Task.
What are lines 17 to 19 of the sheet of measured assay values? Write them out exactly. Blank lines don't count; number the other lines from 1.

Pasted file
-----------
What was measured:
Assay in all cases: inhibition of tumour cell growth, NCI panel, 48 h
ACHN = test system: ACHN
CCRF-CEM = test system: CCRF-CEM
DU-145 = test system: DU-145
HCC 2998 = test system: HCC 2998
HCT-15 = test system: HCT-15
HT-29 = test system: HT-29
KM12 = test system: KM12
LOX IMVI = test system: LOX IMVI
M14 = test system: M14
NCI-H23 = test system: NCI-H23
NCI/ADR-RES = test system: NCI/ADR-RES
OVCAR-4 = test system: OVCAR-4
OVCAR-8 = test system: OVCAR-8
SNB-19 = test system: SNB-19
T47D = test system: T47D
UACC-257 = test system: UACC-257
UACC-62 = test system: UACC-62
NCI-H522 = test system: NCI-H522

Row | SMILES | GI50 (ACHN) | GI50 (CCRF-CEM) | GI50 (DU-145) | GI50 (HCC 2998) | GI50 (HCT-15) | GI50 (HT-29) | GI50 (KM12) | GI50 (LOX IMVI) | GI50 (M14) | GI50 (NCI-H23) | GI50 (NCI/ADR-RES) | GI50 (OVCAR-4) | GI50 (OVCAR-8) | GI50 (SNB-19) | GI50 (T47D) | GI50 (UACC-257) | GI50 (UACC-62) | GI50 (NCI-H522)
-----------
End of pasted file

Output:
T47D = test system: T47D
UACC-257 = test system: UACC-257
UACC-62 = test system: UACC-62